The report took into consideration the cost of obesity to the taxpayer, yet of course there was no evidence whatever that RR kept children from getting fat. A similar howler was their claim that the programme cost ‘only’ £2,400 per child. This was just the cost to the school, and it ignored both the massive cost of supporting and training RR teachers and the fact that one in five RR pupils were ‘referred on’ for additional support. We found that the true cost was £6,000 for each ‘successful’ intervention, and of course there was no objective criteria to say just what consituted a ‘successful’ intervention.

One of the little ironies here is that Nick Gibb worked for KPMG before entering politics, yet once he became Schools Minister, ECAR was cancelled. Politcally, it was an easy decision: the schools we talked to were only too aware of what they could do with the money that was squandered on RR.
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Re: Eng/Aus/USA: Greg Ashman, and others, respond to latest RR research announced in England

Postby Debbie_Hepplewhite » Fri Dec 07, 2018 12:53 pm

I'm adding further links to the topic of research on Reading Recovery:

The Reading Wars and Reading Recovery: What Educators, Families, and Taxpayers Should Know

Pamela Cook
Deborah R. Rodes
Kay L. Lipsitz


viewtopic.php?f=2&t=861
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Re: Eng/Aus/USA: Greg Ashman, and others, respond to latest RR research announced in England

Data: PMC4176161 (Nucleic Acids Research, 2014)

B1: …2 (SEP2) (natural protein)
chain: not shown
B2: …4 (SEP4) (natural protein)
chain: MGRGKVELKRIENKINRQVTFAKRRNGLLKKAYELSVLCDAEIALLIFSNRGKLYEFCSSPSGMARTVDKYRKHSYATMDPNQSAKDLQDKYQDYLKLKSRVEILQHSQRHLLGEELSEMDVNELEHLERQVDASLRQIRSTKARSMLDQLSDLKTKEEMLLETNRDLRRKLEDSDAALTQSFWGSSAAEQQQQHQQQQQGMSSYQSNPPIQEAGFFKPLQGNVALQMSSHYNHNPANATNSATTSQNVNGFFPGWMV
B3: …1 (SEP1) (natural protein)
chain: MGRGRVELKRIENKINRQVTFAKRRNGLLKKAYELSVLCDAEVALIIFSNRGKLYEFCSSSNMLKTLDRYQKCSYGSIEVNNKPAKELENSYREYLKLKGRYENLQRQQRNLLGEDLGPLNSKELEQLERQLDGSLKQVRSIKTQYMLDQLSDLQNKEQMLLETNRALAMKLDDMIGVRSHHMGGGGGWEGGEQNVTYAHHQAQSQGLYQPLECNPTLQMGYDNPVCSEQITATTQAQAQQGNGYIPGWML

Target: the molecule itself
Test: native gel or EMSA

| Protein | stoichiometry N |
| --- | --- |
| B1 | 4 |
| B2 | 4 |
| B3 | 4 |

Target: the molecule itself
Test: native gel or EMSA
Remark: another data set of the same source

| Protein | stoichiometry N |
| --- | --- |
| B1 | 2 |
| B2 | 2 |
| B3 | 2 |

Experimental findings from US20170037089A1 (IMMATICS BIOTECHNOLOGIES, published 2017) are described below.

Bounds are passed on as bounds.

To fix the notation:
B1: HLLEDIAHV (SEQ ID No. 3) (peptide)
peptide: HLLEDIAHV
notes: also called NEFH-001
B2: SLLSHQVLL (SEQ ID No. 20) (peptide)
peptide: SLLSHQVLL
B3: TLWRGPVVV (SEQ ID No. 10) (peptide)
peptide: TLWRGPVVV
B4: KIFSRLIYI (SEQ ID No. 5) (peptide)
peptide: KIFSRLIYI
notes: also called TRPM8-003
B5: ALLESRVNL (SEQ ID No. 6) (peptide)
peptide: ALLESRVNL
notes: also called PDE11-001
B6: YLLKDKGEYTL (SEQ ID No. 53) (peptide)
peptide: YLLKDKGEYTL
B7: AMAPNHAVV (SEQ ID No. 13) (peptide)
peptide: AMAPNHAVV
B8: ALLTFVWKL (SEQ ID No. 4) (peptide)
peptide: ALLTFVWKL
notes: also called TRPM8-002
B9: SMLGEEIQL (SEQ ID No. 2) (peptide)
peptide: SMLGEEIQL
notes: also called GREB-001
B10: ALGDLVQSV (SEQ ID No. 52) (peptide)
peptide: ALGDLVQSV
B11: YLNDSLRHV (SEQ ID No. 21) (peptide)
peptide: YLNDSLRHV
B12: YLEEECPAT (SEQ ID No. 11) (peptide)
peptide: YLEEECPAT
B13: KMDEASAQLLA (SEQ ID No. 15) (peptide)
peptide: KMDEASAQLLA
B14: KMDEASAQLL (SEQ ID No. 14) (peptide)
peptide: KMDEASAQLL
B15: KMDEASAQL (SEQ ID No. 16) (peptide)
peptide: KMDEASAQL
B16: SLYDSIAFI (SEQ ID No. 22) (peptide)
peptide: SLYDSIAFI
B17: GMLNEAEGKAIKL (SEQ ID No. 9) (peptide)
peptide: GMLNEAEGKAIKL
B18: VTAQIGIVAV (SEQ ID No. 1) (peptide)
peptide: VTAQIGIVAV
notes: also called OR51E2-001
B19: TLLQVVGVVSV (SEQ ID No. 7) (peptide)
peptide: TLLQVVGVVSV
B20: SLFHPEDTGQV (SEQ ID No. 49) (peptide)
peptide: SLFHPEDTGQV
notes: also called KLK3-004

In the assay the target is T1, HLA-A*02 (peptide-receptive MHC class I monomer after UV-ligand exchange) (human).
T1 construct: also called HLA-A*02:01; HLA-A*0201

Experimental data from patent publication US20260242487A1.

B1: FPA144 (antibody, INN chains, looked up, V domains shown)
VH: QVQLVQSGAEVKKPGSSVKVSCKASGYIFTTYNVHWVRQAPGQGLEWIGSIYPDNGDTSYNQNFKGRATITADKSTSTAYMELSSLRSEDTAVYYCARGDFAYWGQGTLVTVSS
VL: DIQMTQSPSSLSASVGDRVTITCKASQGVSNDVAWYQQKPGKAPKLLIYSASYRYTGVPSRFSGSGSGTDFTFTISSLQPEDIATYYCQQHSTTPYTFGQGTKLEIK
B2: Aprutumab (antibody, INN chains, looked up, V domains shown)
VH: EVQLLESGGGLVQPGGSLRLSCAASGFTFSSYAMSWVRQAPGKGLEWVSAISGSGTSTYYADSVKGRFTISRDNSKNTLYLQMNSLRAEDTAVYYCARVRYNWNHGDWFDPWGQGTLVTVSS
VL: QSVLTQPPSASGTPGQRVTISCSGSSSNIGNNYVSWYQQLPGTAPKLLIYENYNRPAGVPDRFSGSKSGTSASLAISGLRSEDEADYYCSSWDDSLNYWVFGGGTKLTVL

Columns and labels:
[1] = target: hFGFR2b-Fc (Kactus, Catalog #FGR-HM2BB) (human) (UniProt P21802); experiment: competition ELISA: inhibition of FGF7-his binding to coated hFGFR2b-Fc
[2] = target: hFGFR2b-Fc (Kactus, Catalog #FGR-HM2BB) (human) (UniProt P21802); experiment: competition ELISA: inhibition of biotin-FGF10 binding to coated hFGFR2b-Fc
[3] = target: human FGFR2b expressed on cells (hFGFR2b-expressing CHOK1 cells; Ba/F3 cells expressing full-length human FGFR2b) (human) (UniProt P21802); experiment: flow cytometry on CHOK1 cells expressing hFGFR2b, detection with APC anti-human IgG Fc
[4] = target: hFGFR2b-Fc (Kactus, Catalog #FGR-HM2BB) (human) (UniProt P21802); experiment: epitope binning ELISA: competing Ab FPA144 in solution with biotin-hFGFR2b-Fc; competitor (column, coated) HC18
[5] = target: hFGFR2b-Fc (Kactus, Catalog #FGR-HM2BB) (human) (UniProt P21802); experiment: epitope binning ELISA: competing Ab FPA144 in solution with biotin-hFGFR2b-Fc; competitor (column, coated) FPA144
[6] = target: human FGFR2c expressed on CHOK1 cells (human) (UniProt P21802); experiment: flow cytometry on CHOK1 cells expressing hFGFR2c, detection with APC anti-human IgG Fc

Postby Debbie_Hepplewhite » Fri Dec 07, 2018 1:09 pm

viewtopic.php?f=4&t=1054

Reading Recovery's unrecovered learners: Characteristics and issues

James W. Chapman William E. Tunmer

First published: 10 July 2018
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Re: Eng/Aus/USA: Greg Ashman, and others, respond to latest RR research announced in England

Postby Debbie_Hepplewhite » Fri Dec 07, 2018 2:34 pm

People need to know what it looks like to give beginners and strugglers books to read independently that they cannot read without word-guessing - the multi-cueing word-guessing promoted through Reading Recovery and the levelled books. See Alison Clarke's detailed analysis of Stephan's experience:

This is a BORING book!


viewtopic.php?f=2&t=1135

What does it do to Stephan's self esteem when being asked by his teacher to read a book that he cannot read. He is faced with being a 'non reader' and then he finds a way to deflect from this be saying what a 'boring book' he's been asked to read.